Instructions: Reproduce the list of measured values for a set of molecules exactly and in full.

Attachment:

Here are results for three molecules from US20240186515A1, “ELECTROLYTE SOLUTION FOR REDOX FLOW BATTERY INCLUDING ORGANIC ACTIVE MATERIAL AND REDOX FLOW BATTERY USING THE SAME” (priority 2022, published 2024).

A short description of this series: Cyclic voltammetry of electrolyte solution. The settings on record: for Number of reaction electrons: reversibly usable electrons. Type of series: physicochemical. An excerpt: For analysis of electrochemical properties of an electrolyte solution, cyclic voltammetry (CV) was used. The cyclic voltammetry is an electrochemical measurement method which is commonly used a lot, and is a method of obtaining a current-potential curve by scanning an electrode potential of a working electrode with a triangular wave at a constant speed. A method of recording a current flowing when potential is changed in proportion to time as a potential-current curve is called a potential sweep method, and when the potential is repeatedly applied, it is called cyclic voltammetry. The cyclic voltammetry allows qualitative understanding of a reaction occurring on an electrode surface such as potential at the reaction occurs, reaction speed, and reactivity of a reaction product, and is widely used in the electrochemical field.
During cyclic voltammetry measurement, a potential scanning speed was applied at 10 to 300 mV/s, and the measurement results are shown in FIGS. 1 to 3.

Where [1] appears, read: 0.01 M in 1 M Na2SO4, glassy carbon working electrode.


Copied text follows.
Here are results for three molecules from US20240186515A1, “ELECTROLYTE SOLUTION FOR REDOX FLOW BATTERY INCLUDING ORGANIC ACTIVE MATERIAL AND REDOX FLOW BATTERY USING THE SAME” (priority 2022, published 2024).

A short description of this series: Cyclic voltammetry of electrolyte solution. The settings on record: for Number of reaction electrons: reversibly usable electrons. Type of series: physicochemical. An excerpt: For analysis of electrochemical properties of an electrolyte solution, cyclic voltammetry (CV) was used. The cyclic voltammetry is an electrochemical measurement method which is commonly used a lot, and is a method of obtaining a current-potential curve by scanning an electrode potential of a working electrode with a triangular wave at a constant speed. A method of recording a current flowing when potential is changed in proportion to time as a potential-current curve is called a potential sweep method, and when the potential is repeatedly applied, it is called cyclic voltammetry. The cyclic voltammetry allows qualitative understanding of a reaction occurring on an electrode surface such as potential at the reaction occurs, reaction speed, and reactivity of a reaction product, and is widely used in the electrochemical field.
During cyclic voltammetry measurement, a potential scanning speed was applied at 10 to 300 mV/s, and the measurement results are shown in FIGS. 1 to 3.

Where [1] appears, read: 0.01 M in 1 M Na2SO4, glassy carbon working electrode.